Older Women and Breast Cancer

Black Women Breast Cancer

The older you are the greater your risk of getting breast cancer. Experts believe that one in eight women who live to age 80 or more will get the disease.

About 43,250 women in the U.S. are expected to die in 2022 from breast cancer. Death rates have been steady in women under 50 since 2007 but have continued to drop in women over 50. The overall death rate from breast cancer decreased by 1% per year from 2013 to 2018. These decreases may be the result of treatment advances and earlier detection through screening.

Sadly, some elderly women diagnosed with advanced late stage breast cancer, as a result experience poor treatment outcomes, and reduced survival.

Some reasons older women neglect breast cancer detection and treatment are beliefs that mammograms are unnecessary at their age; any breast changes are a natural process of aging, religious beliefs and overall fear of a possible cancer diagnosis and treatment. Older women experience less availability of healthcare resources, lower income and lack of insurance coverage are all barriers that affect elderly women access to early detection of cancer.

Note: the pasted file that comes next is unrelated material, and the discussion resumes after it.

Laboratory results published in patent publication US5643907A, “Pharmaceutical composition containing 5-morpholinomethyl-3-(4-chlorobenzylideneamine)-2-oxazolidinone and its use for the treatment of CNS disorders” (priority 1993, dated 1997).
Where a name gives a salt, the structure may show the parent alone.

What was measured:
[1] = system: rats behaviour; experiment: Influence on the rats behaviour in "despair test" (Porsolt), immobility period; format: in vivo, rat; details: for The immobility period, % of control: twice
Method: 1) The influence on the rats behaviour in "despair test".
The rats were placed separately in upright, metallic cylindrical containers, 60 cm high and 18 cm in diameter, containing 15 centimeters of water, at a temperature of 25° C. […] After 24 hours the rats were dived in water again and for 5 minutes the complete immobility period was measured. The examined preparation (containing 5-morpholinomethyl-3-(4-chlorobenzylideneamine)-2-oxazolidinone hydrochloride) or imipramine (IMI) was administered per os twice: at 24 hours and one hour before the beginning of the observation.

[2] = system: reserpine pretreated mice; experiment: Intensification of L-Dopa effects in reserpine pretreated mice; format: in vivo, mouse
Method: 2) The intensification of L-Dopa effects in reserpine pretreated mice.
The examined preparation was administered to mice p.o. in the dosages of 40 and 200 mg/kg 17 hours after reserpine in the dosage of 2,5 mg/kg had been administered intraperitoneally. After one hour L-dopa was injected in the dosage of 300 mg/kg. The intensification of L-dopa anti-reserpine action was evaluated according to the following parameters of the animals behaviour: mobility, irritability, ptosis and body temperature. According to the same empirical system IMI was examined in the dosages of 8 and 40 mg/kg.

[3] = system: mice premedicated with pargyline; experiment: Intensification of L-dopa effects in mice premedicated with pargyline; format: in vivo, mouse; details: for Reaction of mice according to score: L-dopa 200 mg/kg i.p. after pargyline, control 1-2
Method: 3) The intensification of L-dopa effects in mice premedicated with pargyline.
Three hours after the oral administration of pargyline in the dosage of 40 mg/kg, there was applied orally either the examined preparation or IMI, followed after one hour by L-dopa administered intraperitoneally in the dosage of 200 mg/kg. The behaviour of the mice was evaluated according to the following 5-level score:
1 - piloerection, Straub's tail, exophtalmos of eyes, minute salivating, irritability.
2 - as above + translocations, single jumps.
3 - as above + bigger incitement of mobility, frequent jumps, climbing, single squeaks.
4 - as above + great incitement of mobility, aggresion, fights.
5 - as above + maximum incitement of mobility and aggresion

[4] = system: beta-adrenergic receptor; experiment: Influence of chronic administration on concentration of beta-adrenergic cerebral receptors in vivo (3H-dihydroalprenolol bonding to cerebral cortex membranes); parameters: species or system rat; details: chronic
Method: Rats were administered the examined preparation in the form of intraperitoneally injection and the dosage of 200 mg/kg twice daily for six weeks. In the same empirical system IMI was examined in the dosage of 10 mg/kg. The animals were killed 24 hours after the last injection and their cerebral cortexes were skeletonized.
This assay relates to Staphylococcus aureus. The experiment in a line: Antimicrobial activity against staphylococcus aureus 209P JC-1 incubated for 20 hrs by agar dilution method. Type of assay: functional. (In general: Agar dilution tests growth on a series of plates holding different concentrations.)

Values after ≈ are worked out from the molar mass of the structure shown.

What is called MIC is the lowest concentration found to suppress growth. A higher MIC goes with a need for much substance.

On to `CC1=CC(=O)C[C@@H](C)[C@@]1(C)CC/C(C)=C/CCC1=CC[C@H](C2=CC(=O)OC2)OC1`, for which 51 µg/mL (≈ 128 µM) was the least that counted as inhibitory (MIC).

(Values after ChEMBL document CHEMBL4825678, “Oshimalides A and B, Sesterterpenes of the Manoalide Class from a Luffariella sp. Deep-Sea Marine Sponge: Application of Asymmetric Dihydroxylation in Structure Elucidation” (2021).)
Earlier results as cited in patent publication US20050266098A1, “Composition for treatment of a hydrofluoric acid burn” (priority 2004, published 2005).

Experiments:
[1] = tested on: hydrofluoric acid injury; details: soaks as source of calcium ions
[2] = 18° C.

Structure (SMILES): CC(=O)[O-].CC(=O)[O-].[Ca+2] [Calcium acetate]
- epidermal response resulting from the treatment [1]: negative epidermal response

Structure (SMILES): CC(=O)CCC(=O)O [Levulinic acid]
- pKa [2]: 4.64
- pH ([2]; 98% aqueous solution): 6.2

Older women are encouraged to discuss with their doctors if they have:

  • an immediate family member(s) or close blood relative(s) who had/has a history of breast cancer as your own risk for developing the disease doubles
  • a personal history of gynecological cancer or previous breast cancer, the risk increases three to four-fold of developing a new cancer in the other breast
  • entered menopause later than age 55 have an increased risk likely due to increased exposure to estrogen.

Any woman, regardless of age, who has a family history of cancer, particularly breast and ovarian, should bring it to the attention of her physician, who can evaluate potential breast cancer risk, the need for genetic testing, and the proper screening plan to follow.

Treatment options for older women may change depending on the stage and type of breast cancer and if she has other health issues. Many older women with breast cancer do not die from it and can live healthy lives.